Newswire : African National Congress sees victory in May 8 South African election while acknowledging mistakes

ANC political rally

May 6, 2019 (GIN) – Three political parties are pulling out all the stops to win the last undecided voters going to the polls on May 8 to elect the nation’s leaders.

The three are running in a field of 48. The long-ruling ANC (since 1994) is expected to vanquish the competition despite having let down much of the electorate with a slew of high-profile corruption scandals.

At the party’s final rally at a stadium in Johannesburg, President Cyril Ramaphosa, confessed: “We made mistakes (yet) we put ourselves before our people and say, Yes, we have made mistakes, but it is only those who are doing nothing who don’t make mistakes.”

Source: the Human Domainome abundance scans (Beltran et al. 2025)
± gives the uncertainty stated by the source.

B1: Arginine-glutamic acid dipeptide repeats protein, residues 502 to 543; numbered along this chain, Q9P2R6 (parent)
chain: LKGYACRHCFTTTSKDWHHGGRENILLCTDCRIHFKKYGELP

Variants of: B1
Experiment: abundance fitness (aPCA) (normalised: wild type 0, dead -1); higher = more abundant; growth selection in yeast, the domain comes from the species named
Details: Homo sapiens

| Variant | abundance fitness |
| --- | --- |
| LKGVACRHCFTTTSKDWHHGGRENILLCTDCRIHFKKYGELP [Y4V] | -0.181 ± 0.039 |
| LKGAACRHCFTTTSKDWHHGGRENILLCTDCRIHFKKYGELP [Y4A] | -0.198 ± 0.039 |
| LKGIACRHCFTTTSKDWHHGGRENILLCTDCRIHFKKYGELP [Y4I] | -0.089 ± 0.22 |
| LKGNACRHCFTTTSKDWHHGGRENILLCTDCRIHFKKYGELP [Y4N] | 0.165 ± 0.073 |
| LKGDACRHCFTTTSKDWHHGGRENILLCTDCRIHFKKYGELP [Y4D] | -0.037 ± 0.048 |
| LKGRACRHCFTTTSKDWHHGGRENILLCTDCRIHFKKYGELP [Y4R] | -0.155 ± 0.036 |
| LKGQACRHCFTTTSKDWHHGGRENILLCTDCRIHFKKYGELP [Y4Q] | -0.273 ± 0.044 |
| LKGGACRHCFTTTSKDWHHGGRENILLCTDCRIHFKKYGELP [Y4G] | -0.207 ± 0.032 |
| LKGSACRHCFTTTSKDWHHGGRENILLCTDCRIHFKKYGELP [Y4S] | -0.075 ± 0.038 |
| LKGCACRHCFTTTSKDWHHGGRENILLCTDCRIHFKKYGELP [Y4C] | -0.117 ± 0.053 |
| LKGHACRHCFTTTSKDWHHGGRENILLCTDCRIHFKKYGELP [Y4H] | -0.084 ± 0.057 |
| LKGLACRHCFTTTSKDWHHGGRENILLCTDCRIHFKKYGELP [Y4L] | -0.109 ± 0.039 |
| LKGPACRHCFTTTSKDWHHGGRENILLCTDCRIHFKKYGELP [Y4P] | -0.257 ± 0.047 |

According to some analysts, however, voters are seriously conflicted.

“I don’t think there’s a clear choice because the main parties, and even some of the smaller parties are bringing enormous baggage into this election in terms of their own internal dynamics,” Ivor Sarakinsky of the University of the Witwatersrand told the BBC.

“We focus on the ANC’s baggage and dynamics, but all the parties have their own baggage. The Democratic Alliance and the controversies in terms of internal leadership, the Economic Freedom Fighters in terms of internal leadership and questions about financial flows into the party. There’s controversy around all of them.”

“Why are these elections important?” asked Vauldi Carelse, a young BBC reporter asked in a Twitter video. “It’s 25 years since all races were allowed to vote for the first time.